Thursday, July 22, 2010

Kirkus Review - In the Garden with Dr. Carver

Here's a wonderful review from none other than Kirkus!!

"Tadgell’s watercolors add both playful side business and accurate botanical illustration to this admiring child’s account of the famous scientist’s stopover in a rural community. George Washington Carver often spent weekends visiting settlements around Tuskegee with his "movable school" to dispense information about reclaiming depleted farmland, recycling and good agricultural practices. Avidly absorbing his injunctions to look closely at the natural world and to understand its interrelationships before changing or destroying anything, the young narrator and other children move a rose bush to a sunnier spot, make nature drawings, sample ice cream and other foods made from peanuts and “strange wild weeds,” then help dig and plant a garden outside their schoolhouse. Though fictionalized, the encounter presents Carver’s work and ideas in a simple, engaging way that will stay with young readers until they're ready for Marilyn Nelson's soaring Carver: A Life in Poems (2001). The endpapers present lovely illustrations of flora and fauna, complete with common and Latin names, and an author's note provides additional background on Carver's career. (Picture book. 7-9)"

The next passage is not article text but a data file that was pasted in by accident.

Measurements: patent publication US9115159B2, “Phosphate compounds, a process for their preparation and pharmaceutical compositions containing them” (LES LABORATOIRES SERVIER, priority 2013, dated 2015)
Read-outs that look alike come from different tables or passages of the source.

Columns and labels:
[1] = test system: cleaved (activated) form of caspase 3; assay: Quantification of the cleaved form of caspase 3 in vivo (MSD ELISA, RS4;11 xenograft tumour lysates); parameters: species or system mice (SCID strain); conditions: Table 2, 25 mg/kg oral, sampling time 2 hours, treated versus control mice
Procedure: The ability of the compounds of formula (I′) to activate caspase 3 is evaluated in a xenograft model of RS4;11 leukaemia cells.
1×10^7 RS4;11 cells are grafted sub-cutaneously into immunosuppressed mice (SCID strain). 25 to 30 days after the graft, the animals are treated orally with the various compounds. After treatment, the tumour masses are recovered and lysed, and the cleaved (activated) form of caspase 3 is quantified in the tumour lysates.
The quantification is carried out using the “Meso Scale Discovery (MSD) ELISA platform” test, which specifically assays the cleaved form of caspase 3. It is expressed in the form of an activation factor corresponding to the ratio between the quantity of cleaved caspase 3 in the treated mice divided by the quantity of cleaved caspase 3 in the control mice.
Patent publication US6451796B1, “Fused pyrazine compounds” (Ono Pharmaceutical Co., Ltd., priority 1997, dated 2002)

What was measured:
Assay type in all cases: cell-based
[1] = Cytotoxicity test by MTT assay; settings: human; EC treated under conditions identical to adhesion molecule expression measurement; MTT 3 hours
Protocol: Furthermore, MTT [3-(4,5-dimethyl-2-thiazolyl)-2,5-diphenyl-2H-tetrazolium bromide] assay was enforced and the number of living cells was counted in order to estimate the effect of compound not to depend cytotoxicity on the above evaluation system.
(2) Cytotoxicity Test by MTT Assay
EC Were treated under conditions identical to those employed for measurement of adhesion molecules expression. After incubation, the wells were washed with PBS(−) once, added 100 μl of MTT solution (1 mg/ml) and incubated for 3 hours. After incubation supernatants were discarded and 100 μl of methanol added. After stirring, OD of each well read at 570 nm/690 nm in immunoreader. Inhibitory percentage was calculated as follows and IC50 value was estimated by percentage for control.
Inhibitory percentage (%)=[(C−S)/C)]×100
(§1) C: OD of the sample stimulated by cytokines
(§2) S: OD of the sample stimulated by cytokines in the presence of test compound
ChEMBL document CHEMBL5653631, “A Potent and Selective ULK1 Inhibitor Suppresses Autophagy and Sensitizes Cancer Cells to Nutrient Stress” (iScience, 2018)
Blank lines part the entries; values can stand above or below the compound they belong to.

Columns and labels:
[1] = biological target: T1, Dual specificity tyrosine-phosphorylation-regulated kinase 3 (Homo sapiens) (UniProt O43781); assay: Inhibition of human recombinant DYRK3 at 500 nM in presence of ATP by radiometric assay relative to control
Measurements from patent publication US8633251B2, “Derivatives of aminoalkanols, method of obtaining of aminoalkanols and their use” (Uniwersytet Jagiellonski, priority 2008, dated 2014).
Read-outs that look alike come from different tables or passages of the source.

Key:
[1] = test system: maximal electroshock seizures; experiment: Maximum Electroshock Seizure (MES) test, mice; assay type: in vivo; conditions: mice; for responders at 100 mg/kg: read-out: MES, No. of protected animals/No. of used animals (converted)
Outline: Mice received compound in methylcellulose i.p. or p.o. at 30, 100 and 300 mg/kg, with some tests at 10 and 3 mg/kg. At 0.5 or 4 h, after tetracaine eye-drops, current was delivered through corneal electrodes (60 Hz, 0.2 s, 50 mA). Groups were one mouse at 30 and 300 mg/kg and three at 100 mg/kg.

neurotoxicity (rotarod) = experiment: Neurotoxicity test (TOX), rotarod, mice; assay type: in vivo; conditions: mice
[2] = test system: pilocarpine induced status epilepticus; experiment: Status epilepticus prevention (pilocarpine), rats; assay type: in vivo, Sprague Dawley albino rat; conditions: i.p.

Thursday, June 24, 2010

Sandy Foster's Shabby Streamside Studio

My beautiful, gifted sister Sandy has been featured in the New York Times!

Want to get in touch with Sandy? Email her: zuzudotfosteratgmaildotcom

Visit her blog here, it's incredible. For even more behind-the-scenes, visit here.

Wednesday, June 23, 2010

My New Portfolio Book

For once I am happy with my most recent portfolio book! For a long time I've wanted to do something really different, and I was so tired and bored with the typical glossy-paged, spiral-bound black portfolio cases that most artists carry around. I have several of them! The glossy pages get scratched and bent, and create a glare that is off-putting for me. The black paper inside gets marred and torn from adhesive corner holders or tape.

I considered making my own book using fabric, cardboard, and ribbon - a technique I learned years ago. However,  the result has a "craft" look - great for wedding guest books and keepsakes, not for showing art to potential buyers.

My husband volunteered to make a custom wood cover, with rivets to bind the pages together. It would be gorgeous and unique. Either way, I couldn't easily replace the pages. A portfolio should be updated frequently - and I change my mind about what I want in it constantly.